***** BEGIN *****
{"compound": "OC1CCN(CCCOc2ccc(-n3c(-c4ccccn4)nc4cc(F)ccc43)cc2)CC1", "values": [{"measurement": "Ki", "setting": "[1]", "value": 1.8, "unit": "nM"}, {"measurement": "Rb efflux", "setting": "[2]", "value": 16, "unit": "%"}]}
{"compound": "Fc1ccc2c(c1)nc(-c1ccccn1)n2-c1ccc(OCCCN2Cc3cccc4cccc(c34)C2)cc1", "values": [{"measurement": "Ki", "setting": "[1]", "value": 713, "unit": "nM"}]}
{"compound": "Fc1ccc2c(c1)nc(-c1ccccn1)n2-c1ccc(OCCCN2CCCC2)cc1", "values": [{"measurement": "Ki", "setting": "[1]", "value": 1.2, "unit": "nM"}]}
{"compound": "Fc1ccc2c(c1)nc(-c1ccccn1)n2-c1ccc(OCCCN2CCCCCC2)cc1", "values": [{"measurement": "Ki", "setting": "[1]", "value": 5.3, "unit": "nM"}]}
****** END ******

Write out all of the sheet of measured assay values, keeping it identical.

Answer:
{"compound": "OC1CCN(CCCOc2ccc(-n3c(-c4ccccn4)nc4cc(F)ccc43)cc2)CC1", "values": [{"measurement": "Ki", "setting": "[1]", "value": 1.8, "unit": "nM"}, {"measurement": "Rb efflux", "setting": "[2]", "value": 16, "unit": "%"}]}
{"compound": "Fc1ccc2c(c1)nc(-c1ccccn1)n2-c1ccc(OCCCN2Cc3cccc4cccc(c34)C2)cc1", "values": [{"measurement": "Ki", "setting": "[1]", "value": 713, "unit": "nM"}]}
{"compound": "Fc1ccc2c(c1)nc(-c1ccccn1)n2-c1ccc(OCCCN2CCCC2)cc1", "values": [{"measurement": "Ki", "setting": "[1]", "value": 1.2, "unit": "nM"}]}
{"compound": "Fc1ccc2c(c1)nc(-c1ccccn1)n2-c1ccc(OCCCN2CCCCCC2)cc1", "values": [{"measurement": "Ki", "setting": "[1]", "value": 5.3, "unit": "nM"}]}